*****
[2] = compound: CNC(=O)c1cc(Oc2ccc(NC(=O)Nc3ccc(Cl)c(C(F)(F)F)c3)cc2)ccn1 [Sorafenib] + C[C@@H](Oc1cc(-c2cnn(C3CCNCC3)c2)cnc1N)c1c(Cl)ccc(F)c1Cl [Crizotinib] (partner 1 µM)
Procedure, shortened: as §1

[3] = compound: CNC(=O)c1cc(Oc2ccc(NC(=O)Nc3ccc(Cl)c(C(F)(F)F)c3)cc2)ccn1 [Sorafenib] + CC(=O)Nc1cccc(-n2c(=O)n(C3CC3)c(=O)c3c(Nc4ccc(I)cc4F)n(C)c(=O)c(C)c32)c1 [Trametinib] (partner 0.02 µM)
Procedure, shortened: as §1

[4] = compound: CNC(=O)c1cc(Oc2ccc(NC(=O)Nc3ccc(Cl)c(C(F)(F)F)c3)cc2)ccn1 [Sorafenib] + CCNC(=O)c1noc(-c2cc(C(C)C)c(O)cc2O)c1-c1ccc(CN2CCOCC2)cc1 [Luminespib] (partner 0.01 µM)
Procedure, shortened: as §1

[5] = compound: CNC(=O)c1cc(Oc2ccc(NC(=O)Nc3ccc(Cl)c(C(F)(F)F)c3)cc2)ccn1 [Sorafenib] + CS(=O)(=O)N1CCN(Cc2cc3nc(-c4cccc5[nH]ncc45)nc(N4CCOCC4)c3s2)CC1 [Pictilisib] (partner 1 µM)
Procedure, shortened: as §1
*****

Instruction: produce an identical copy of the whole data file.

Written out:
[2] = compound: CNC(=O)c1cc(Oc2ccc(NC(=O)Nc3ccc(Cl)c(C(F)(F)F)c3)cc2)ccn1 [Sorafenib] + C[C@@H](Oc1cc(-c2cnn(C3CCNCC3)c2)cnc1N)c1c(Cl)ccc(F)c1Cl [Crizotinib] (partner 1 µM)
Procedure, shortened: as §1

[3] = compound: CNC(=O)c1cc(Oc2ccc(NC(=O)Nc3ccc(Cl)c(C(F)(F)F)c3)cc2)ccn1 [Sorafenib] + CC(=O)Nc1cccc(-n2c(=O)n(C3CC3)c(=O)c3c(Nc4ccc(I)cc4F)n(C)c(=O)c(C)c32)c1 [Trametinib] (partner 0.02 µM)
Procedure, shortened: as §1

[4] = compound: CNC(=O)c1cc(Oc2ccc(NC(=O)Nc3ccc(Cl)c(C(F)(F)F)c3)cc2)ccn1 [Sorafenib] + CCNC(=O)c1noc(-c2cc(C(C)C)c(O)cc2O)c1-c1ccc(CN2CCOCC2)cc1 [Luminespib] (partner 0.01 µM)
Procedure, shortened: as §1

[5] = compound: CNC(=O)c1cc(Oc2ccc(NC(=O)Nc3ccc(Cl)c(C(F)(F)F)c3)cc2)ccn1 [Sorafenib] + CS(=O)(=O)N1CCN(Cc2cc3nc(-c4cccc5[nH]ncc45)nc(N4CCOCC4)c3s2)CC1 [Pictilisib] (partner 1 µM)
Procedure, shortened: as §1